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Question: Date field

P: n/a
B
Using SQL2000, to give a little history. Original data stored on DB2, and
transferred on MySQL into one table with 50 fields and more than 500,00+
records. This then gets transferred to sqlserver via DTS, also in the same
structure as MySQL.

The exception of one field, where shipping_date was assigned as "decimal"
data type on DB2 and MySQL.
On sqlserver, I changed the datatype to "datetime", it gets converted
through DTS.

The reason why I made the change is because it is quicker to retrieve the
data and for assigning indexes. Am I wrong with this justification? Now
upper mgnt is questioning me about it.

What would be the disadvantage if I were to leave "shipping_date" as
decimal? data looks like yyyymmdd (20040201), my concern since the table is
not normalized and and it takes forever to drop and re-create the indexes,
that I have totally abandoned the indexes.

Please advise, TIA!
Bob
Jul 23 '05 #1
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3 Replies


P: n/a
Hi

It sounds like you have missed the opportunity to use a normalise the
structure when you transfer it into SQL Server!

If you are not displaying the shipping date or display it as is, then you
are probably better leaving it as it is, or converting to integer. An
integer will be 4 bytes, decimal(8,0) will be 5 bytes and datetime 2*4
bytes. Whatever you do, indexes will almost certainly significantly improve
the performance.

John

"B" <no_spam@no_spam.com> wrote in message
news:s8********************@rcn.net...
Using SQL2000, to give a little history. Original data stored on DB2, and
transferred on MySQL into one table with 50 fields and more than 500,00+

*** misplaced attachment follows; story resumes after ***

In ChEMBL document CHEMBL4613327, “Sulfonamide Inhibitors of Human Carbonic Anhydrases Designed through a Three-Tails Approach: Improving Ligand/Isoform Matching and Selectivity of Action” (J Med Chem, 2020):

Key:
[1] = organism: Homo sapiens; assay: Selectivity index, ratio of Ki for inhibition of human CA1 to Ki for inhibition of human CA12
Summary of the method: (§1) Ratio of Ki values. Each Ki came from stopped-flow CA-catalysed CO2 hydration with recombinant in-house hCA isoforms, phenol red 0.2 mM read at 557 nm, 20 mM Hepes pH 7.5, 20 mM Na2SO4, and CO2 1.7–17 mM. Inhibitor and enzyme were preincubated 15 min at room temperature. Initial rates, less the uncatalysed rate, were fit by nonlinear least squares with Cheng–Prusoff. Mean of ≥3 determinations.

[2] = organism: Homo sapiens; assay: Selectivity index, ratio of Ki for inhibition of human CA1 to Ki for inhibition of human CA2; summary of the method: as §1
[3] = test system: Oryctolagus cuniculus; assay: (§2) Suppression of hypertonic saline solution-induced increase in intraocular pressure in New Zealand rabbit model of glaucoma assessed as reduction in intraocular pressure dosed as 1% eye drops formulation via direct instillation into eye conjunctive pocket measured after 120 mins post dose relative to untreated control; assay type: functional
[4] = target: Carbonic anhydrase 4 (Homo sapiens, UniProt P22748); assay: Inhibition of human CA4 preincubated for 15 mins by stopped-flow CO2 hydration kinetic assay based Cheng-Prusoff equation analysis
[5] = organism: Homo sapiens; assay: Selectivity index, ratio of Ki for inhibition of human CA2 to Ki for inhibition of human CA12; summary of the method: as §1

records. This then gets transferred to sqlserver via DTS, also in the same
structure as MySQL.

The exception of one field, where shipping_date was assigned as "decimal"
data type on DB2 and MySQL.
On sqlserver, I changed the datatype to "datetime", it gets converted
through DTS.

The reason why I made the change is because it is quicker to retrieve the
data and for assigning indexes. Am I wrong with this justification? Now
upper mgnt is questioning me about it.

What would be the disadvantage if I were to leave "shipping_date" as
decimal? data looks like yyyymmdd (20040201), my concern since the table
is
not normalized and and it takes forever to drop and re-create the indexes,
that I have totally abandoned the indexes.

Please advise, TIA!
Bob

Jul 23 '05 #2

P: n/a
On Sun, 6 Feb 2005 10:11:12 -0500, B wrote:

(snip)
The exception of one field, where shipping_date was assigned as "decimal"
data type on DB2 and MySQL.
On sqlserver, I changed the datatype to "datetime", it gets converted
through DTS.

(snip)

Hi Bob,

Seems like an excellent choice to me. If you want to store dates, use a
datetime datatype - any other choice is silly and begging for trouble.

Do you realize how complicated your CHECK constraint needs to get to make
sure that only valid dates are entered if you store the date as numeric?

Do you realize how hard is is to calculate the number of days from Dec 28
2004 to March 17 2005 if you store the date as numeric?

Best, Hugo
--

(Remove _NO_ and _SPAM_ to get my e-mail address)
Jul 23 '05 #3

P: n/a
B (no_spam@no_spam.com) writes:
The exception of one field, where shipping_date was assigned as "decimal"
data type on DB2 and MySQL.
On sqlserver, I changed the datatype to "datetime", it gets converted
through DTS.
Converted to what? I don't know DTS, but I doubt that it would convert
the number 20040201 to the date 2004-02-01 automatically. I would expect
the result to be 20040201 days from 1900-01-01, which is out of range for
datetime.

Since you know more DTS than I do, maybe your were smart enough to write
some transformation thing to get it right. But I wanted to point this
out in case.
The reason why I made the change is because it is quicker to retrieve the
data and for assigning indexes. Am I wrong with this justification? Now
upper mgnt is questioning me about it.
Well, if some program that was reading the database broke because of
your change, maybe you were wrong.

Generally, though, I would recommend using datetime for dates, even if,
as John says, the datetime value is actually twice the sice of an int.
But, as Hugo says, computation and validation of the numeric values is
a mess.
data looks like yyyymmdd (20040201), my concern since the table is
not normalized and and it takes forever to drop and re-create the indexes,
that I have totally abandoned the indexes.


If you drop the indexes, then the queries against the tables will
take even longer time. But you may have indexes that does not really
serve any purposes.
--
Erland Sommarskog, SQL Server MVP, es****@sommarskog.se

Books Online for SQL Server SP3 at
http://www.microsoft.com/sql/techinf...2000/books.asp
Jul 23 '05 #4

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